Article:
Greens have challenged the Labour Council’s budget plans for failing to make the most use of resources it has available to expand the supply of housing, as rough sleeping continues to rise and more than 17,000 people are on the waiting lists for council homes.

Councillor David Gibson, Green housing spokesperson, commented:

“Too many people in our city are battling rising housing costs, poor quality homes and the risk of homelessness. As Conservative cuts and punitive welfare benefit changes show no sign of abating, housing is an issue the Council quite literally cannot afford to ignore. Currently millions of pounds are spent on paying private landlords to provide emergency accommodation. Previously all parties backed our call to bring this service in-house, a no brainer, as any rental income could be used to provide more support for homeless households at a time of crisis.

“On top of this, Greens have identified a budget to support ‘Housing First,’ an approach already proven to end the cycle of rough sleeping for people who find themselves repeatedly homeless. Under the scheme other costs to the police and health services are avoided, making it cost effective too. We are also putting resources into reducing cuts to council estate budgets and into providing Wi-Fi for elderly tenants at risk of digital exclusion.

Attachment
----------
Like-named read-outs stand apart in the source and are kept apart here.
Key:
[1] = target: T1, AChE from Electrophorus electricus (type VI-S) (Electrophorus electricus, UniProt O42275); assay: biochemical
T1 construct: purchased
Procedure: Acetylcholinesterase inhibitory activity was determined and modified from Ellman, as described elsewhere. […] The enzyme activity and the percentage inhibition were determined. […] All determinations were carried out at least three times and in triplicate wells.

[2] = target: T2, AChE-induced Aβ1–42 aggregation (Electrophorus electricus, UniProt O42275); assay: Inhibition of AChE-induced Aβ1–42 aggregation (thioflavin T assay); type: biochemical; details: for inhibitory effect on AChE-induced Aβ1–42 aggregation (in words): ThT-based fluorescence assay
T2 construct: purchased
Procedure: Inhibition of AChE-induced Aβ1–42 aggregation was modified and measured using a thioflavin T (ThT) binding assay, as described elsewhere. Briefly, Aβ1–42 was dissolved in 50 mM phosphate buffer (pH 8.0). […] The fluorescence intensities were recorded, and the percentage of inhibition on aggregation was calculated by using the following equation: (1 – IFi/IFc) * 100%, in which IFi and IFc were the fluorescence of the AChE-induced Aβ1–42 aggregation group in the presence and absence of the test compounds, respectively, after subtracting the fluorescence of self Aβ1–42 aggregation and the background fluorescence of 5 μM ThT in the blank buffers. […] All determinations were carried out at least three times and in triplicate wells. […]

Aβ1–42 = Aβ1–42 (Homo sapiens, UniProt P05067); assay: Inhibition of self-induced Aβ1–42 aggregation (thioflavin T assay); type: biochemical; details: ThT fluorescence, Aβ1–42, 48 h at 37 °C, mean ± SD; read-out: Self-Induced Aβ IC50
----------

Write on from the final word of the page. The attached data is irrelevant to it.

“If supported, these proposals will have a genuine impact on the housing crisis gripping our city and save money for the future. With rough sleeping having more than doubled under the Labour Council’s watch in the last two years, Greens want to see serious action taken on housing. Our amendments provide a budget to make this a reality.”